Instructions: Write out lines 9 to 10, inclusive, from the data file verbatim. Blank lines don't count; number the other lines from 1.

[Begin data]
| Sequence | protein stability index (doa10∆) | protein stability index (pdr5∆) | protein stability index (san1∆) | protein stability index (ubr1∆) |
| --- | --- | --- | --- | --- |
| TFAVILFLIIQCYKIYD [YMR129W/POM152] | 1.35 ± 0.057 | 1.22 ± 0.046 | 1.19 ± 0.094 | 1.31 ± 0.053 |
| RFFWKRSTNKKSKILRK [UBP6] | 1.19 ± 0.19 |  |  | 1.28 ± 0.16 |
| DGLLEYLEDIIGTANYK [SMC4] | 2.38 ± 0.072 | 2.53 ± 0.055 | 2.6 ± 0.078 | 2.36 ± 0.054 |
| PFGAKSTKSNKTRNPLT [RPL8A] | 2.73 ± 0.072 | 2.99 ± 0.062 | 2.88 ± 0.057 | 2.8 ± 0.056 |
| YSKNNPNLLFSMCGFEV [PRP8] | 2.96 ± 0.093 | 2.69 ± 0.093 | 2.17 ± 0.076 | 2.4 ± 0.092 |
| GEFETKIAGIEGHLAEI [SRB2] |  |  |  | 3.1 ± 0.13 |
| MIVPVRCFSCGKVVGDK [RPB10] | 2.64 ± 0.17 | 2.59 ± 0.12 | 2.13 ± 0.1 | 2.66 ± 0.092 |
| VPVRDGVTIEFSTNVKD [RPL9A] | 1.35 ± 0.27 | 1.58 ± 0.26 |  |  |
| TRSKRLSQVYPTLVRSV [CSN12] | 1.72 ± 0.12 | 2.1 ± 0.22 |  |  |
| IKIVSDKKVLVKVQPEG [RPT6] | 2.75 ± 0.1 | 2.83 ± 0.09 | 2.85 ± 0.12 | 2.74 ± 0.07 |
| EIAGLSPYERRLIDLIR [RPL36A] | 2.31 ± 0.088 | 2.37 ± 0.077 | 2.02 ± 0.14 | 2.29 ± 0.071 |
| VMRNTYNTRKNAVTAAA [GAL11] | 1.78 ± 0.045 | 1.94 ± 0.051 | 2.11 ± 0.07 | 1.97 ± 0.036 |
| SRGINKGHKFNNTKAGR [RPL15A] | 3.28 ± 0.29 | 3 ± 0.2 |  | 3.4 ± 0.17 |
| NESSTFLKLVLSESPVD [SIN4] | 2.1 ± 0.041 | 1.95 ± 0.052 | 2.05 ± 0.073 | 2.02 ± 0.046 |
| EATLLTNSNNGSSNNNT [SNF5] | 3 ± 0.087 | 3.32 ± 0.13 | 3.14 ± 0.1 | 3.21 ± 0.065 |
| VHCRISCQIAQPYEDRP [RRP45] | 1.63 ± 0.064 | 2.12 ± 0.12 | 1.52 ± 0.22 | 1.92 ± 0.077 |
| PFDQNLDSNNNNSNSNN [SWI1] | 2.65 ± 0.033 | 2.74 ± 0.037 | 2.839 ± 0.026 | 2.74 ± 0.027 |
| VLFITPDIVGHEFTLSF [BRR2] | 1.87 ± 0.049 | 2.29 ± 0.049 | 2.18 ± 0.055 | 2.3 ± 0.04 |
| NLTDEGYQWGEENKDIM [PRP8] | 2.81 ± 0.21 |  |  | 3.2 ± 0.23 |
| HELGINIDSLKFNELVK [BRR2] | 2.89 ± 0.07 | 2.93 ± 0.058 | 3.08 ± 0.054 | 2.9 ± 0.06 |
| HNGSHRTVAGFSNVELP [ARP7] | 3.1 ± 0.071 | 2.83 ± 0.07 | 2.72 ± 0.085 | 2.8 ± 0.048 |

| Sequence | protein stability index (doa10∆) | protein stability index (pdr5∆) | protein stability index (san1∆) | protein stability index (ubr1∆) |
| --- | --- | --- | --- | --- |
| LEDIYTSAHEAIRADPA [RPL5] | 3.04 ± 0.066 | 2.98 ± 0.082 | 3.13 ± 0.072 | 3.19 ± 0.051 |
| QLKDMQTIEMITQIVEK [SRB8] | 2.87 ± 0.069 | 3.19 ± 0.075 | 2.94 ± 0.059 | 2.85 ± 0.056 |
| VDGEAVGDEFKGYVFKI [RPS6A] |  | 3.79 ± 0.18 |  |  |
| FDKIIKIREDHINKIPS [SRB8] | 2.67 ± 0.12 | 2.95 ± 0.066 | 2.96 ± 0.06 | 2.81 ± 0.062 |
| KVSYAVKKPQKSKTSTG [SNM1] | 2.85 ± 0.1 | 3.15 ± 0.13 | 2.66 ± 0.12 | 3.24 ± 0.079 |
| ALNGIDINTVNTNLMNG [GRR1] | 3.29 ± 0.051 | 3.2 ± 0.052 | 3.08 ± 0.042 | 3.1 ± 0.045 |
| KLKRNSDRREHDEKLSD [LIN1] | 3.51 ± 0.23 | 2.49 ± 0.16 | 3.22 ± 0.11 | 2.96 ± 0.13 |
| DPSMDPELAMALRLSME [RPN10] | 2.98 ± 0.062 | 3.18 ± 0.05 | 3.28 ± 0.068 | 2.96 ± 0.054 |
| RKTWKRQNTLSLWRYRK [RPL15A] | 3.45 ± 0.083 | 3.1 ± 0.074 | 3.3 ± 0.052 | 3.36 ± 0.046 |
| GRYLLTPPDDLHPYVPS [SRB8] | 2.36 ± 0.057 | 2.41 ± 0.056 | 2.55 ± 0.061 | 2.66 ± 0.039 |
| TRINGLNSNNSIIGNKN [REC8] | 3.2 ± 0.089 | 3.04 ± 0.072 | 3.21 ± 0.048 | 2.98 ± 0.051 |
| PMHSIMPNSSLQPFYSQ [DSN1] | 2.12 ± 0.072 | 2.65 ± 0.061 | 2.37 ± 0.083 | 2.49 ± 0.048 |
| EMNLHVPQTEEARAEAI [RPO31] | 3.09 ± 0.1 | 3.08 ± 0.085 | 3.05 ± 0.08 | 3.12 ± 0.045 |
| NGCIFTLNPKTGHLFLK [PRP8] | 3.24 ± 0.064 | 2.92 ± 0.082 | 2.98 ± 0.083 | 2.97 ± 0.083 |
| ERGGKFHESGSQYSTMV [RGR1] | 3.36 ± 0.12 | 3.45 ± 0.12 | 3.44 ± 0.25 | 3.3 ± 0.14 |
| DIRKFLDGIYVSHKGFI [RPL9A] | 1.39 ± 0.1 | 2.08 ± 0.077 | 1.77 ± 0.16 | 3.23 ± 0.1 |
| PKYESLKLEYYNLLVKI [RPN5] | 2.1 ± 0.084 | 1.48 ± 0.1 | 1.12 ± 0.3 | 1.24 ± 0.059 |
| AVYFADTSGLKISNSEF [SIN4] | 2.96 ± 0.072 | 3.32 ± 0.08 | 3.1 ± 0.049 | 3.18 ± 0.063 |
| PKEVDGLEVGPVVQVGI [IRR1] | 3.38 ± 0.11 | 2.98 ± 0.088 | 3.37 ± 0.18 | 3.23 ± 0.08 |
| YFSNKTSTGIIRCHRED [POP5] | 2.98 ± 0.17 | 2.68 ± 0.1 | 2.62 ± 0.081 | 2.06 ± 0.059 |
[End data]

| MIVPVRCFSCGKVVGDK [RPB10] | 2.64 ± 0.17 | 2.59 ± 0.12 | 2.13 ± 0.1 | 2.66 ± 0.092 |
| VPVRDGVTIEFSTNVKD [RPL9A] | 1.35 ± 0.27 | 1.58 ± 0.26 |  |  |